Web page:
If Amarna represents a working capital city, the workmen's town of Deir el-Medina with its seventy houses stands as 'the best documented community in the whole ancient world' (Manley 1996, 86). Like Amarna, Deir el-Medina is both an archaeological site and has produced thousands of texts. Meskell has commented of the relationship between the texts and the archaeology that 'the archaeological remains may not always reveal the specificities of social interactions, yet they can offer more concrete evidence and social inequalities and differences, for example, which may be smoothed over in textual accounts' and quotes Baines as saying that 'archaeology and writing complement each other's silence' (Meskell 1999, 5). She has used mortuary data from the site to attempt a social archaeology focusing on the individuals of Deir el-Medina (1999). As well as exploring ranking through the spatial distribution of tombs and the scaling of tomb construction and expenditure, she also suggests that the archaeological sources imply that the villagers came from different parts of Egypt (Meskell 1999, 143, 154).
Egyptology has been criticised for producing masses of data through archaeology but only infrequently moving forward in its uses of that data its theory (Shaw 2004, 26). Through our discussion we have observed that Egyptology has tended to be shaped both by its initial development as a visual and text based field, but also governed by historical considerations imposed by Manetho and king-lists to the detriment of archaeological sites. We have also observed that the study of archaeological sites has been instrumental in changing our perceptions of ancient Egypt, from the development of seriation techniques to build a chronology not tied to texts to how we perceive the evolution of complexity and modifications in the way we perceive change through periodisation. In the latter case, archaeology clearly suggests a different course of development to that of myth, triggering an increased understanding of myths and their purposes in creating and rooting present identity in the past.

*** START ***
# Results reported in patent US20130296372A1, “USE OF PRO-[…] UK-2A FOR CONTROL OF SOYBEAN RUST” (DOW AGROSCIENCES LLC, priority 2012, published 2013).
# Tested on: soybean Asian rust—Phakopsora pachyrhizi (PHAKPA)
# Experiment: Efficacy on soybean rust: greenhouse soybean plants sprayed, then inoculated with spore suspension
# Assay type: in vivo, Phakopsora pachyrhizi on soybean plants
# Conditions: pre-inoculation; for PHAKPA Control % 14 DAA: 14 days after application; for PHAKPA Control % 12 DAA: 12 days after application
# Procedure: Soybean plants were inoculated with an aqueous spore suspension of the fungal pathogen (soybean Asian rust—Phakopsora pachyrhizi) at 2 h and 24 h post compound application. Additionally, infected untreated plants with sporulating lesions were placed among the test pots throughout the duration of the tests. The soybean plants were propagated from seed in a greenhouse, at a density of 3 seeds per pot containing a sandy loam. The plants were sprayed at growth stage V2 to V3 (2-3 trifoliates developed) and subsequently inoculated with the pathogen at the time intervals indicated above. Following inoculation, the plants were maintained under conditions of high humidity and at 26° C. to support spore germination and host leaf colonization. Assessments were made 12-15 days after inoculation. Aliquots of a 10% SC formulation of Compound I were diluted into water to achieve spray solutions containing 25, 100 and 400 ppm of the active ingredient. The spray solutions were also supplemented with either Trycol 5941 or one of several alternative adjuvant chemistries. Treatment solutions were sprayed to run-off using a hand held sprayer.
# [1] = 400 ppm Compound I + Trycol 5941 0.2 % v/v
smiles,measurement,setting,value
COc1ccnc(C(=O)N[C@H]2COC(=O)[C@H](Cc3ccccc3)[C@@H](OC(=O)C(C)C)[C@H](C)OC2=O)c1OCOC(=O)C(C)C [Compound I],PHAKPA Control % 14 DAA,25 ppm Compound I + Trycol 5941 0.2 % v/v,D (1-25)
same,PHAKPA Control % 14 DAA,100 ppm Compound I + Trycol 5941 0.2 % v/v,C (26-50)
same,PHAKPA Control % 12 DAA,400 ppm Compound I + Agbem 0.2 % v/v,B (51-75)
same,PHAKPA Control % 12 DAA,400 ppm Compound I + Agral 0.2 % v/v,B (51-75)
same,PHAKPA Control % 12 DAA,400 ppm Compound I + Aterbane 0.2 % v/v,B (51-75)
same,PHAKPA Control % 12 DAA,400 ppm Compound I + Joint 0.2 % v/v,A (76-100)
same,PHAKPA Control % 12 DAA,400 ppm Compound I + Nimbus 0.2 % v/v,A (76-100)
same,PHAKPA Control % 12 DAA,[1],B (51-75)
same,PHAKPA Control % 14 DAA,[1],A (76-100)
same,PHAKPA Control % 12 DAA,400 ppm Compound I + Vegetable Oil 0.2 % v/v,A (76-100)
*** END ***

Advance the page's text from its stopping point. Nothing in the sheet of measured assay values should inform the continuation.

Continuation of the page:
Urban sites of various kinds have increased our knowledge at the level of the capital and the workmen's village, and the archaeological data has been used to identify interactions between different groups and individuals, as well as in conjunction with textual evidence. It is clearly considered that the study of archaeological sites offers approaches that texts cannot. O'Connor recently stated that 'archaeology can contribute in broad but significant ways to our understanding of changing economies and their impact on societal structure and this is particularly important in Egypt where the textual data will never be sufficient to do more than indicate questions about the economy which need to be explored, to the extent possible, via archaeology' (2003, 9). This agrees with the sentiments of Meskell and Baines, quoted above. A further example of this would be the labour expenditure on pyramid building calculated by Kemp and Lehner and its relation to resource allocation (Renfrew & Bahn 1996, 202).
It is clear that Egyptology has a more respectable archaeological future in which the investigation of archaeological sites, not necessarily through excavation, but through a variety of less invasive techniques and survey will be prominent. This is reflected in the publication of the Proceedings of the Eighth International Congress of Egyptologists Cairo, 2000, the first volume, entitled Egyptology at the Dawn of the Twenty-first Century, being dedicated to archaeology (Hawass 2003). In his introductory paper to that volume, David O'Connor (2003) sets forth a programme for Egyptology in which he calls for a total survey, incorporating identification of all the archaeological sites in Egypt and for these to be mapped. This would aid in furthering our understanding of population and site distribution, but also help in planning preservation and site management. In this context the study of archaeological sites would also be involved in a broader educational role. To conclude, the study of archaeological sites is vital in any holistic appreciation of ancient Egyptian culture quite apart from their existence as sources of objects and texts.